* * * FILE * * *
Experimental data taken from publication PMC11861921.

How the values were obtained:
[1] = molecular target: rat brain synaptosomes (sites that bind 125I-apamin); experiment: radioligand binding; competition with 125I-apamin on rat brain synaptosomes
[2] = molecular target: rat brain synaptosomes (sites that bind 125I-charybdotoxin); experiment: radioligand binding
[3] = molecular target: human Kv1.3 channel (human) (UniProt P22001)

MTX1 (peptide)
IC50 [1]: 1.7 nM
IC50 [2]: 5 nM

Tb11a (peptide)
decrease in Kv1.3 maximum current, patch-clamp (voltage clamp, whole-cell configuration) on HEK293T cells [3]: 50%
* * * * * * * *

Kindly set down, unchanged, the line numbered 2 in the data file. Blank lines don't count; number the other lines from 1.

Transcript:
How the values were obtained: